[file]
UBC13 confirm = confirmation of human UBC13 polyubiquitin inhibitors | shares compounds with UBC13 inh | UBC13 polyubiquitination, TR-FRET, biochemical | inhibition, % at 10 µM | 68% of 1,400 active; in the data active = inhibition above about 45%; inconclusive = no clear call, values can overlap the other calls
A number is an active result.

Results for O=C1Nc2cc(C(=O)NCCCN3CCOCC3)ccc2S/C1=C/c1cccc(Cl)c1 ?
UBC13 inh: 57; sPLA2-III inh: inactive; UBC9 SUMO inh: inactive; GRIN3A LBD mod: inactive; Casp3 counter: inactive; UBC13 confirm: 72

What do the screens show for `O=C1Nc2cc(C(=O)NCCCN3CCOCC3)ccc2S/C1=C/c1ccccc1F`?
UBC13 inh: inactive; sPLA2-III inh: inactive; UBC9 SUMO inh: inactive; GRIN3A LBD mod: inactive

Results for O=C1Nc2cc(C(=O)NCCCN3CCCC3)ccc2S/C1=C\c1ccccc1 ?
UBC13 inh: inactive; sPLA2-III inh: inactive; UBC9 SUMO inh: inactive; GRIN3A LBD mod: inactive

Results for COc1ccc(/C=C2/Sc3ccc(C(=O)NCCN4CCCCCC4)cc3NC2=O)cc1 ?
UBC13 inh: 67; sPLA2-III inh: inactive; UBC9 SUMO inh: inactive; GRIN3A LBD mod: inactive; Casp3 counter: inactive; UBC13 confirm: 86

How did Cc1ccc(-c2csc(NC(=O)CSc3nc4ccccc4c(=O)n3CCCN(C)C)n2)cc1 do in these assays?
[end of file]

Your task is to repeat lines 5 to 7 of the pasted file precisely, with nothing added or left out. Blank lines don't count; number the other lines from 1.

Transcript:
What do the screens show for `O=C1Nc2cc(C(=O)NCCCN3CCOCC3)ccc2S/C1=C/c1ccccc1F`?
UBC13 inh: inactive; sPLA2-III inh: inactive; UBC9 SUMO inh: inactive; GRIN3A LBD mod: inactive

Results for O=C1Nc2cc(C(=O)NCCCN3CCCC3)ccc2S/C1=C\c1ccccc1 ?